Many people are scared stiff by the possibility of an explosion at the Japanese nuclear reactor. They believe that a nuclear fallout will affect life as we know it. Since, the radiation of radioactive substances takes a long time to die down to zero, and these substances can be carried by strong wind currents across large distances, the consequences might be catastrophic. Well, this is only partially correct.
First point to note – radiation from a radioactive source NEVER goes to zero. There is always something there, no matter how feeble. This is not a bad thing. This means that we already live in a bath of weak radiation. Radiation comes from various sources, like radon gas (the main source!), cosmic rays (which bombard atoms in the atmosphere), elements in soil and even food. This is completely harmless. Even we are radioactive just stand in front of a Geiger-Muller counter and hear the clicks due to the disintegration of atoms in your body! All of this constitutes the background. The crucial point here is that once the radiation from a source is close or below the background, it is harmless.
Next point, radiation flux decreases as inverse-square of the distance. Taking into account various ionization phenomenon, the decrease is even faster; making the decrease a power law in distance with some power higher than 2. This essentially means that radioactive samples high up in the atmosphere will have negligible effects on life on the ground.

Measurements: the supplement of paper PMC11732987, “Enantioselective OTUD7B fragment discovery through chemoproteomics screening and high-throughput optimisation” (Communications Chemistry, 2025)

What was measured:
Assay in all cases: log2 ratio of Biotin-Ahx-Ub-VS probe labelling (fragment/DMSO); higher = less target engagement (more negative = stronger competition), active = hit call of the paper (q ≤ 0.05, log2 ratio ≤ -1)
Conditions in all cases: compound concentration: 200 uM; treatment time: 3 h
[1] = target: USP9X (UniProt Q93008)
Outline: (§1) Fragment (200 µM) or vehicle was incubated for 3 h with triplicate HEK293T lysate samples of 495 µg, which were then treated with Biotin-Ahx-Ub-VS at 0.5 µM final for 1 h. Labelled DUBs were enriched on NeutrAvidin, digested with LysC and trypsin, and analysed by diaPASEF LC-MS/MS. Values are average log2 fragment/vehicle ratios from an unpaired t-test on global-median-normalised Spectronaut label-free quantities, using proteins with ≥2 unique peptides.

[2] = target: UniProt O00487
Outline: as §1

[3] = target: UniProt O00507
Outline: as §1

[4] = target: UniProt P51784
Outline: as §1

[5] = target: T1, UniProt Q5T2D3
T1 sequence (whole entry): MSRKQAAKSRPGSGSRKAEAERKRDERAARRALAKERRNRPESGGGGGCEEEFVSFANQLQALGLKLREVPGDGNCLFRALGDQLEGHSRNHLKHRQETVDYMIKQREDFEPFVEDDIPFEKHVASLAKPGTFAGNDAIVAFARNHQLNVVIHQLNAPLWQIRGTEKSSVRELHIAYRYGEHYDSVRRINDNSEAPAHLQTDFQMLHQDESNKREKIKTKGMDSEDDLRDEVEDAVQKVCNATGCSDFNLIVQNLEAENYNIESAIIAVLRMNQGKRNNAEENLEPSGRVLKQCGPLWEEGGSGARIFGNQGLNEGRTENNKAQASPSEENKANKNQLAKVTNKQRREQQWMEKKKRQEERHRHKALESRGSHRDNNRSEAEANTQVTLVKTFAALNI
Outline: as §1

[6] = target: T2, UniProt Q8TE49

For measurements, we need units. The standard units are the following:
- Gray (Gy): Unit of measurement of the amount of radiation incident on any body per unit area per unit time. 1 Gy = 1joule/1kg.
- Sievert (Sv): Unit of measurement of radiation incident on a human body per unit area, per unit time. 1 Sv = 1 Gy . W, where W=weight factor
The presence of the weight factor (W) in the definition of Sievert measures the damage done to a human body due to different types of radiation. For example, W=1 for electrons, muons, x-rays etc. These are less harmful than neutrons at 50 keV, which have W=10. Alpha particles from a close enough source can have W=20. (Higher weight=more damaging.) Weight factors also take into account the portion of the human body receiving the radiation. Bones have W=0.01, whereas gonads may have W=0.2.
1 Sv is a very high dose, so units like ‘rem’, (1 rem=0.01 Sv) or milli-Sievert (Sv) (1 mSv = 0.001 Sv) are used.
How much is safe?
There are Threshold Limit Values (TLV) lists available. These recommend that a person on average receive no more than 50 mSv per year, i.e. 5 rem. Over a five year period, a person shouldn’t receive more than 20 mSv (or 2 rem) per year. These estimates vary with location of a person and his/her occupation. Check values here.
These values are slightly misleading because it misses the important point that a large dose (say 50 mSv) delivered all at once much more damaging than the same amount of radiation spread over a long period of time, like a year.
A normal person, not working in or near a nuclear power plant, receives less than 10% of the allowed dose. So don’t worry about the radiation. It’s just not that dangerous.